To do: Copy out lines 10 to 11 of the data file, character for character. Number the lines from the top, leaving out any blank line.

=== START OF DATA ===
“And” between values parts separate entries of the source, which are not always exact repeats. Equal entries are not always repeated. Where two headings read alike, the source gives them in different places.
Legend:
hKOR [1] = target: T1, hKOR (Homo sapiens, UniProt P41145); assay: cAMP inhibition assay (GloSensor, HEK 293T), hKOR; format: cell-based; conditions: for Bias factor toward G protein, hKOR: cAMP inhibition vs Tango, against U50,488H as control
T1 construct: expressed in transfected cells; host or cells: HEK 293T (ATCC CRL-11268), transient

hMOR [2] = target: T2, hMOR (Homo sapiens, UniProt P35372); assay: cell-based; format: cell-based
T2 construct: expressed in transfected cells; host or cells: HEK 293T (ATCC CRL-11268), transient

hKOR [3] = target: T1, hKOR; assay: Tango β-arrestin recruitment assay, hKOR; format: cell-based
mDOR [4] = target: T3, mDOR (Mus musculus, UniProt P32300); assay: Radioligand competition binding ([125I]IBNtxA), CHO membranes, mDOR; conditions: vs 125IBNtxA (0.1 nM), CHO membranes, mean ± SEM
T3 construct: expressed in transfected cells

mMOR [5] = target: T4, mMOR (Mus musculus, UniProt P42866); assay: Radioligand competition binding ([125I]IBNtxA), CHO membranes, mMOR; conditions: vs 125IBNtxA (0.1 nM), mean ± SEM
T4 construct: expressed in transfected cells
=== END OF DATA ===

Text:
mMOR [5] = target: T4, mMOR (Mus musculus, UniProt P42866); assay: Radioligand competition binding ([125I]IBNtxA), CHO membranes, mMOR; conditions: vs 125IBNtxA (0.1 nM), mean ± SEM
T4 construct: expressed in transfected cells